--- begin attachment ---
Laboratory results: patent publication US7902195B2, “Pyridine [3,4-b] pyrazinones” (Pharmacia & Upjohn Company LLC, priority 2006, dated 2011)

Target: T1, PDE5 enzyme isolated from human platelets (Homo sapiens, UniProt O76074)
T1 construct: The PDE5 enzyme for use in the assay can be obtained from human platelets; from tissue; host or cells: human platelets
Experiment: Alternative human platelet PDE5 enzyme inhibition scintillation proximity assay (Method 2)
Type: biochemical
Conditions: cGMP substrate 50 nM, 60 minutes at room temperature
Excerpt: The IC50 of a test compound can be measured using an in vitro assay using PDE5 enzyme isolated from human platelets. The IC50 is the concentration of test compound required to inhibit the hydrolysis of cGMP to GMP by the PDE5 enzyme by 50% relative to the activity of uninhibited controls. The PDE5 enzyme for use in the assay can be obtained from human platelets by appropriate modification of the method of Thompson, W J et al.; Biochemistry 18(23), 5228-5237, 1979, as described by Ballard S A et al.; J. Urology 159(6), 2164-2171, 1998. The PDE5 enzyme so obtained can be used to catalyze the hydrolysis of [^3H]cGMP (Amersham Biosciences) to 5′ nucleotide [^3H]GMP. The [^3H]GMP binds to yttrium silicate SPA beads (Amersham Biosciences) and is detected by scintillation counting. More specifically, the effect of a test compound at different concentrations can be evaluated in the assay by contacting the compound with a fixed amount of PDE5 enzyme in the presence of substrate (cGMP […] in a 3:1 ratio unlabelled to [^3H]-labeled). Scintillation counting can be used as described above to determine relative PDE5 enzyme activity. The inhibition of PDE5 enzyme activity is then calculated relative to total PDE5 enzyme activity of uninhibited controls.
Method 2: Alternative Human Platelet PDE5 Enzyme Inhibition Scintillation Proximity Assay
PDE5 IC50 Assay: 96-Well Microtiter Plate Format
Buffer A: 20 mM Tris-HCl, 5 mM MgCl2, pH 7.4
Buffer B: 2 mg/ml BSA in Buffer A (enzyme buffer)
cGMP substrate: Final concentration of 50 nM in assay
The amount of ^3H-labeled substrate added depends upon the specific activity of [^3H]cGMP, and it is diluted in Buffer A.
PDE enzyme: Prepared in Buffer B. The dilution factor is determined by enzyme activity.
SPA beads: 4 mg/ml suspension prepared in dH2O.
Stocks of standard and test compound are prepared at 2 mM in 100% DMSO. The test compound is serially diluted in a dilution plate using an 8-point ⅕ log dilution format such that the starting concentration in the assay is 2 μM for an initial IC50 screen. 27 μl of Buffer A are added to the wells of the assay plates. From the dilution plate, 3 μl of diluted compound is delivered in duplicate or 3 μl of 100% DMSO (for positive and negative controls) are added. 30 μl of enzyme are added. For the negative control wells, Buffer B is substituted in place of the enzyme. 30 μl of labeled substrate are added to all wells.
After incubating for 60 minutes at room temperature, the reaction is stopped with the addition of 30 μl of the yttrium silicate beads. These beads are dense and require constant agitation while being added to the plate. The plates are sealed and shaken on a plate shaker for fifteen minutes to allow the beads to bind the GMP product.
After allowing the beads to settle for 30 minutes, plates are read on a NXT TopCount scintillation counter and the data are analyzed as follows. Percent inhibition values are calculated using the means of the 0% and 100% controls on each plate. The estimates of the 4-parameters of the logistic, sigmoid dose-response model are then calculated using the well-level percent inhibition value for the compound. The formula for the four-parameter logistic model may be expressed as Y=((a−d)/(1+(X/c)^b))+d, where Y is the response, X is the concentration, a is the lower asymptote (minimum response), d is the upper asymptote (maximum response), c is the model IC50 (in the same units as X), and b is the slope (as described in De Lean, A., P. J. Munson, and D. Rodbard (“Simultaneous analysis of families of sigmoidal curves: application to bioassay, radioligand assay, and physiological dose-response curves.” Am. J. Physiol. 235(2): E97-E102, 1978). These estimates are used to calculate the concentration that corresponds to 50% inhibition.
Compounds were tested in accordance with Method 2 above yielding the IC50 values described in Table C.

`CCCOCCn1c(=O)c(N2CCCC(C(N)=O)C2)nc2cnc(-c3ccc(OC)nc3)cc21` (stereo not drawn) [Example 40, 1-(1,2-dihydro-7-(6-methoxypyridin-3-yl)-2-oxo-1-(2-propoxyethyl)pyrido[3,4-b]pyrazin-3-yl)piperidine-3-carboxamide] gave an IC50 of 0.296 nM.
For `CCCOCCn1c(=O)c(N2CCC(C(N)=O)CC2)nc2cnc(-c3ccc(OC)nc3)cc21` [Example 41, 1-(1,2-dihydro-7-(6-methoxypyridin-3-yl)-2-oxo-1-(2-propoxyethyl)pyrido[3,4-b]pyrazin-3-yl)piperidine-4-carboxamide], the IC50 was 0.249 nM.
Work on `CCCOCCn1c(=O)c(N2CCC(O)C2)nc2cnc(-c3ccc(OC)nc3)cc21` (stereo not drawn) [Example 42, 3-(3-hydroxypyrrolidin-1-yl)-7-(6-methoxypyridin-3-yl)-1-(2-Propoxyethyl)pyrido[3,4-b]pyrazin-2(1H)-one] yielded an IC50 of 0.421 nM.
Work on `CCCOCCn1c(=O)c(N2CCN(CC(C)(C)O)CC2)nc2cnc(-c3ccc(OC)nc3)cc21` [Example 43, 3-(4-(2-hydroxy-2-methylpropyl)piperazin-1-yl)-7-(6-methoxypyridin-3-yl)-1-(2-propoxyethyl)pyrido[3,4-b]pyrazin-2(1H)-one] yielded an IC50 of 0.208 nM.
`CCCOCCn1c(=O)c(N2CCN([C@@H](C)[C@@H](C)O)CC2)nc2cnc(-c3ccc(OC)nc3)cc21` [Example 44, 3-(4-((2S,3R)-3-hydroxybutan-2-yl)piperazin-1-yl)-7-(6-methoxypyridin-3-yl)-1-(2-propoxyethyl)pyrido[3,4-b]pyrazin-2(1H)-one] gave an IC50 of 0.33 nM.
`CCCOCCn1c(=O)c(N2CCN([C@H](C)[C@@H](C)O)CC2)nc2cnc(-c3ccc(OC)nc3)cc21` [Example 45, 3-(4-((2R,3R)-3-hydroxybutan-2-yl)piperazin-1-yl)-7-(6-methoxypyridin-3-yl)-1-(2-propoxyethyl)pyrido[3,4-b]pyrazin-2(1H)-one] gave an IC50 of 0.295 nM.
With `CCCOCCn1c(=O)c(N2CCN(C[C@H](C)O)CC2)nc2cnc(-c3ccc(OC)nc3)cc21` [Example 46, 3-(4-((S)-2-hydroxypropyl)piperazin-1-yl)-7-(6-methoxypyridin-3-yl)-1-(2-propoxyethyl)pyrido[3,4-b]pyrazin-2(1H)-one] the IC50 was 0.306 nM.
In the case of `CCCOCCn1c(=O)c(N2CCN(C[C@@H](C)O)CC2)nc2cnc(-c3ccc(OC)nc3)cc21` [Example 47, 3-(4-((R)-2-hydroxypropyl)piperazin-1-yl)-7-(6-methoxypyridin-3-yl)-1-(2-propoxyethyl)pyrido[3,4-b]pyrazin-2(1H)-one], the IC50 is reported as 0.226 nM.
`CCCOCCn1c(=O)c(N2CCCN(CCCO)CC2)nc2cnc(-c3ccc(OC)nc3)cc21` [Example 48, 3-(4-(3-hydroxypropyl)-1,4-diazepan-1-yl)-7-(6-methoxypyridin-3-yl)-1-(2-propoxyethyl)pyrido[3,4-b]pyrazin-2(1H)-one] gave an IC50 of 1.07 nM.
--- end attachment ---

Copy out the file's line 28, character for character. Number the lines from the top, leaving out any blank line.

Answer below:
`CCCOCCn1c(=O)c(N2CCCN(CCCO)CC2)nc2cnc(-c3ccc(OC)nc3)cc21` [Example 48, 3-(4-(3-hydroxypropyl)-1,4-diazepan-1-yl)-7-(6-methoxypyridin-3-yl)-1-(2-propoxyethyl)pyrido[3,4-b]pyrazin-2(1H)-one] gave an IC50 of 1.07 nM.